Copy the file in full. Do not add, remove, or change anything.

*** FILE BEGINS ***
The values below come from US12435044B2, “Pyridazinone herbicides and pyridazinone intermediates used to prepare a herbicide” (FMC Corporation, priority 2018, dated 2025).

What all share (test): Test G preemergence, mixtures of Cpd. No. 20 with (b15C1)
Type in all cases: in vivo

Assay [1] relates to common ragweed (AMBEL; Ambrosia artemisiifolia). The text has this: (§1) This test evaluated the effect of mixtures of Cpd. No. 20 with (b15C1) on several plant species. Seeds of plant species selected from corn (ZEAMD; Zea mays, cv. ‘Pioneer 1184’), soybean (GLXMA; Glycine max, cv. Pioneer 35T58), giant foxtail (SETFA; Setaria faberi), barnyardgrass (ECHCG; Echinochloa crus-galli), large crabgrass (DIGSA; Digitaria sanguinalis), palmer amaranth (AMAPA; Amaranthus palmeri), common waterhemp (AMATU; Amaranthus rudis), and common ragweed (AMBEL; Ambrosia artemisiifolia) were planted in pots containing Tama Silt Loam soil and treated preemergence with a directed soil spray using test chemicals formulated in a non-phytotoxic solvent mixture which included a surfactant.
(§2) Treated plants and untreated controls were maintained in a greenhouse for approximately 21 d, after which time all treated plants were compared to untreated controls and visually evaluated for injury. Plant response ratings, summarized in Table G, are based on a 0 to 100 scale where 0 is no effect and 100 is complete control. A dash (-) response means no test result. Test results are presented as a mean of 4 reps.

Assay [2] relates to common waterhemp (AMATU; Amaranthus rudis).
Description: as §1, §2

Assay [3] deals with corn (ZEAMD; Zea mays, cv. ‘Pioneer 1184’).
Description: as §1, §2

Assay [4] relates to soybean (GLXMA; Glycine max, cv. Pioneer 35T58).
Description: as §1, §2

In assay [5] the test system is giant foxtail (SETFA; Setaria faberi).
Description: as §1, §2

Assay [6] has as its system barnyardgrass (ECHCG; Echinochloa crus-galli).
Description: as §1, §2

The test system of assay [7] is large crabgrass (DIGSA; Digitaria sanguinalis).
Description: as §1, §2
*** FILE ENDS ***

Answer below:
The values below come from US12435044B2, “Pyridazinone herbicides and pyridazinone intermediates used to prepare a herbicide” (FMC Corporation, priority 2018, dated 2025).

What all share (test): Test G preemergence, mixtures of Cpd. No. 20 with (b15C1)
Type in all cases: in vivo

Assay [1] relates to common ragweed (AMBEL; Ambrosia artemisiifolia). The text has this: (§1) This test evaluated the effect of mixtures of Cpd. No. 20 with (b15C1) on several plant species. Seeds of plant species selected from corn (ZEAMD; Zea mays, cv. ‘Pioneer 1184’), soybean (GLXMA; Glycine max, cv. Pioneer 35T58), giant foxtail (SETFA; Setaria faberi), barnyardgrass (ECHCG; Echinochloa crus-galli), large crabgrass (DIGSA; Digitaria sanguinalis), palmer amaranth (AMAPA; Amaranthus palmeri), common waterhemp (AMATU; Amaranthus rudis), and common ragweed (AMBEL; Ambrosia artemisiifolia) were planted in pots containing Tama Silt Loam soil and treated preemergence with a directed soil spray using test chemicals formulated in a non-phytotoxic solvent mixture which included a surfactant.
(§2) Treated plants and untreated controls were maintained in a greenhouse for approximately 21 d, after which time all treated plants were compared to untreated controls and visually evaluated for injury. Plant response ratings, summarized in Table G, are based on a 0 to 100 scale where 0 is no effect and 100 is complete control. A dash (-) response means no test result. Test results are presented as a mean of 4 reps.

Assay [2] relates to common waterhemp (AMATU; Amaranthus rudis).
Description: as §1, §2

Assay [3] deals with corn (ZEAMD; Zea mays, cv. ‘Pioneer 1184’).
Description: as §1, §2

Assay [4] relates to soybean (GLXMA; Glycine max, cv. Pioneer 35T58).
Description: as §1, §2

In assay [5] the test system is giant foxtail (SETFA; Setaria faberi).
Description: as §1, §2

Assay [6] has as its system barnyardgrass (ECHCG; Echinochloa crus-galli).
Description: as §1, §2

The test system of assay [7] is large crabgrass (DIGSA; Digitaria sanguinalis).
Description: as §1, §2